The Upper Mississippi River System (UMRS) is a highly altered river complex in the Midwestern United States that has been managed to provide a unique balance of economic, recreational, and environmental benefits to society. Manipulation of the river’s flows to support this multipurpose system has resulted in dramatic changes to the structure and function of various aquatic and terrestrial habitats, including floodplain forests. There is increased interest in restoring floodplain forests in the UMRS; however, the silvics of individual species and dynamics of floodplain forest stands are only marginally understood. The purpose of this study was to i) identify growing season flood durations that are suitable for individual tree species in the UMRS and (ii) demonstrate how those results can be applied at the project scale for use in forest restoration and management. The 10th, 50th, and 90th percentile values of average annual growing season flood duration were identified for 17 UMRS tree species by integrating a spatially explicit forest inventory dataset from Mississippi River pools 3-10 with plot level elevation data and estimates of average annual growing season flood duration for the nearest river mile. This range was used to describe the ecological amplitude of each species related to hydrologic conditions, with annual days of inundation providing a measure of hydrologic variability. The results of this study demonstrate the varying flood tolerance of UMRS floodplain forest trees at the species level and can be used by river managers to aid in the development of planting plans and the design of habitat restoration and enhancement efforts.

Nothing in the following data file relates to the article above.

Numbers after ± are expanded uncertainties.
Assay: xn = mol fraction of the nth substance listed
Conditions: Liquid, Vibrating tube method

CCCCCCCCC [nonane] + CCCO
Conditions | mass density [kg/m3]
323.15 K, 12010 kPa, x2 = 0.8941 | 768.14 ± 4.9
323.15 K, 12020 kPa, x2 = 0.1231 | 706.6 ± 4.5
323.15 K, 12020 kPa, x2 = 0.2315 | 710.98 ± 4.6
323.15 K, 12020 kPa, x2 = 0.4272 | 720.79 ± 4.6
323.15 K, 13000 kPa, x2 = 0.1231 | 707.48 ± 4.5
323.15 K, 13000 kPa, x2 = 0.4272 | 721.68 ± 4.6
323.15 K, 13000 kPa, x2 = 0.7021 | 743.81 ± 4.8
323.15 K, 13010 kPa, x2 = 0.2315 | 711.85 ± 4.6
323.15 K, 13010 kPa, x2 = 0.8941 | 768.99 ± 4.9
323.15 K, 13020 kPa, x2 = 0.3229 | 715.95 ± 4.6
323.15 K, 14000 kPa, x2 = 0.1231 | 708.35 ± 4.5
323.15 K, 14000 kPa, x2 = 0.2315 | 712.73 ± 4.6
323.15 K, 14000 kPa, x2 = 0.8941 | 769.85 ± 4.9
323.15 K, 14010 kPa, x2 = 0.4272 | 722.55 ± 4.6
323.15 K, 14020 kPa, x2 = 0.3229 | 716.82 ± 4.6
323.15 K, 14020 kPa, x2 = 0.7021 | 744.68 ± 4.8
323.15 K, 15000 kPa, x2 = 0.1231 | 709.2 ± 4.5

Staff paper series (University of Minnesota. Department of Forest Resources);
Ingvalson, Derek S.; Windmuller-Campione, Marcella A.; Meier, Andrew R..
Identification of Annual Flood Durations Associated with Tree Species in the Upper Mississippi River System Floodplain, with Applications to Forest Restoration.
University of Minnesota.
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